Understanding No-Fault Insurance Laws
Because few states utilize no-fault insurance laws, many drivers on the road today do not have a strong understanding of what these laws actually do. For example, no-fault insurance policies do not mean to imply that there is actually no one at fault in the event of an accident. These laws simply state that for accidents that do not reach a state-specific level of damage, each party must file claims with their respective insurance providers. However, accidents that do surpass the specified threshold are subject to use litigation as a means to recover compensation from the at-fault party.
Different Types of State-Specific Thresholds
Each state that uses a no-fault insurance system enforces its own specific type of threshold to consider the extent of damages incurred during an accident. There are three different types of no-fault thresholds that states currently choose from, which include:
- Injury Thresholds – the state provides a complete list of different injuries that justify a tort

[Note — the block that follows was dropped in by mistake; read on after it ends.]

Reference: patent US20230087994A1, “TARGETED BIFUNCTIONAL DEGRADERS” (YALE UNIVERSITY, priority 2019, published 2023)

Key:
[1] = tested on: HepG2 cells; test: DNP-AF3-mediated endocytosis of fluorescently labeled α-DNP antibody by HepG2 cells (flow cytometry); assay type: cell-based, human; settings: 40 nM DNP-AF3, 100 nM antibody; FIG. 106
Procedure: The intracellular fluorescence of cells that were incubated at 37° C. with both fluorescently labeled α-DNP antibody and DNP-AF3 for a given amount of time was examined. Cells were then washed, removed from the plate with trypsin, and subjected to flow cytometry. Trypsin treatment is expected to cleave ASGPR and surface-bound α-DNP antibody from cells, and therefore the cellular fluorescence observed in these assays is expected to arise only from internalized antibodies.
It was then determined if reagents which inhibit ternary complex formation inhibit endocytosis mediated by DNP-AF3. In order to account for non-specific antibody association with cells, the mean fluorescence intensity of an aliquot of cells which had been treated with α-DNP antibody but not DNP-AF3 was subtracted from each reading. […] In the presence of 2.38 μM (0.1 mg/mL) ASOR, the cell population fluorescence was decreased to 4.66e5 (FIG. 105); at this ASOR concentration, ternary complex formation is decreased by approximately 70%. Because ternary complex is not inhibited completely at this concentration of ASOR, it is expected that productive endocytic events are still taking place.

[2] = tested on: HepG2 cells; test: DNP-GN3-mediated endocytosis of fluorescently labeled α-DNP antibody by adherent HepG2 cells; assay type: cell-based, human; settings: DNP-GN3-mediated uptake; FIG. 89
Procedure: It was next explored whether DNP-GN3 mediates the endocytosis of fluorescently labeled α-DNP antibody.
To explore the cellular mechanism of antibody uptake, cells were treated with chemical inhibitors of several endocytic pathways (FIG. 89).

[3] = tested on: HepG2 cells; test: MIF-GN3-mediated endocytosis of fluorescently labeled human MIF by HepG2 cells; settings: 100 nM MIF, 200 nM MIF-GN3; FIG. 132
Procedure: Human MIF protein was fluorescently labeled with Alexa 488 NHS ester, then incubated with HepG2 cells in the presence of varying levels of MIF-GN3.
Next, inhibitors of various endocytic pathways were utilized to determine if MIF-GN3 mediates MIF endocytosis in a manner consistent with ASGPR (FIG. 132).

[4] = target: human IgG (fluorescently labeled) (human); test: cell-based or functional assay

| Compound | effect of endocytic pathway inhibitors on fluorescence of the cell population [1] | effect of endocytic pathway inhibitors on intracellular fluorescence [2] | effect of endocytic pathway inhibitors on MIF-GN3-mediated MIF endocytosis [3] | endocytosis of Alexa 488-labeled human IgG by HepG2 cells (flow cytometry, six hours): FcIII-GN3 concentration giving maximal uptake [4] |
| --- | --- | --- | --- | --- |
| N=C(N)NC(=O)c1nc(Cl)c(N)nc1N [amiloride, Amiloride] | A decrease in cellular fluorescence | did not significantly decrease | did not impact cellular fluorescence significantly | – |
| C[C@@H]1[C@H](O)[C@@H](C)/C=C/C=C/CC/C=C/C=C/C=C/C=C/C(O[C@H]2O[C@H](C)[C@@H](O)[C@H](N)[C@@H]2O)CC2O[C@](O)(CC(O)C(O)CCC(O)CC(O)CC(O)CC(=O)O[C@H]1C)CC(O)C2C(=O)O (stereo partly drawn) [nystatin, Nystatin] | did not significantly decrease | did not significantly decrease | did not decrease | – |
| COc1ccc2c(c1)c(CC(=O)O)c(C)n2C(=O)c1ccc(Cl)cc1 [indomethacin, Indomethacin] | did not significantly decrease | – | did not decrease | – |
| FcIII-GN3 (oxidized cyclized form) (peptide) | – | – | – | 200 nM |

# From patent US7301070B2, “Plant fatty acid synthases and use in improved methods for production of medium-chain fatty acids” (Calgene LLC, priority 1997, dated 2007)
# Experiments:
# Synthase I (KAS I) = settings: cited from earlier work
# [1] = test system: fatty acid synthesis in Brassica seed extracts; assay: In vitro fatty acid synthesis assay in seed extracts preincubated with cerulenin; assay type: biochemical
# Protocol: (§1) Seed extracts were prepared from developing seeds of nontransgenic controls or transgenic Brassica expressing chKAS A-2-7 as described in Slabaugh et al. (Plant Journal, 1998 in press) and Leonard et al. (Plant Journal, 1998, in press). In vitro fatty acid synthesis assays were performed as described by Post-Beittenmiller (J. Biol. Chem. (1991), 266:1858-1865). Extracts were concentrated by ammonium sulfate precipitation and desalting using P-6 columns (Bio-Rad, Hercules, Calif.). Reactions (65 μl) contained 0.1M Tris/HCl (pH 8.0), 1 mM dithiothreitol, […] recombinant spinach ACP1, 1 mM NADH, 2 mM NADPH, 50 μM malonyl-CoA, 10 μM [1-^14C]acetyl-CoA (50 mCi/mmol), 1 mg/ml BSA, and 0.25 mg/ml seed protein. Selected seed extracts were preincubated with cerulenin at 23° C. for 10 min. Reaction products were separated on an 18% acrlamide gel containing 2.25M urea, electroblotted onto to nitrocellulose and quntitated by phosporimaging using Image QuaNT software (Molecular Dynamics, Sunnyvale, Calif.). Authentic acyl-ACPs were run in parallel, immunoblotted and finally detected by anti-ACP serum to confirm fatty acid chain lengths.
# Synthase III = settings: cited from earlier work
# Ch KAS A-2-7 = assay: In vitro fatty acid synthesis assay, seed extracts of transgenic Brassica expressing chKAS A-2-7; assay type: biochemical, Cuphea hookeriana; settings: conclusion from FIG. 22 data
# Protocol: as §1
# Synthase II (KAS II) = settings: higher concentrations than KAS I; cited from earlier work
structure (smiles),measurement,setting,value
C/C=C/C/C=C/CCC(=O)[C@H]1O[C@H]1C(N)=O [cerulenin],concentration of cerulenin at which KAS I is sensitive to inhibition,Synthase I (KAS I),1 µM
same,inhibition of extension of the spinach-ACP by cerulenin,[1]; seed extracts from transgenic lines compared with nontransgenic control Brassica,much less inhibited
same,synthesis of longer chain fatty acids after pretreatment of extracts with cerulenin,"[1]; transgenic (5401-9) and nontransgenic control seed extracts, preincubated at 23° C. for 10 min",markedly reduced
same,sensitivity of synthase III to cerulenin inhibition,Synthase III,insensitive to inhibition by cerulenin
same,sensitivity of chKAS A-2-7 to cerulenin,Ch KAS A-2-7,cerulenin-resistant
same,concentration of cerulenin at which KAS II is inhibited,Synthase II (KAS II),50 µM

- Monetary Thresholds – the state sets a dollar amount for medical bills that must be surpassed before a tort is permitted
- Choice no-fault – drivers are allowed to choose his or her own policy and pursue litigation at will
The state of Michigan currently uses the injury threshold to enforce its no-fault insurance laws. Therefore, personal injury resulting in serious impairment must occur before an accident victim can pursue litigation for any damages. The state defines serious impairment as an injury that “affects that person’s ability to lead his or her normal life.”
Contact a Detroit No-Fault Accident Lawyer
If you or someone you know was the victim in an automobile accident in Michigan, you may still be eligible to use litigation to pursue your claim. Just because you live in a no-fault state does not mean that there is no way to recover compensation from the at-fault party. The attorneys at Ravid & Associates, P.C. understand how frustrating it is to suffer after an accident that was not your fault. Call us today at (248) 948-9696 to learn more about your legal options.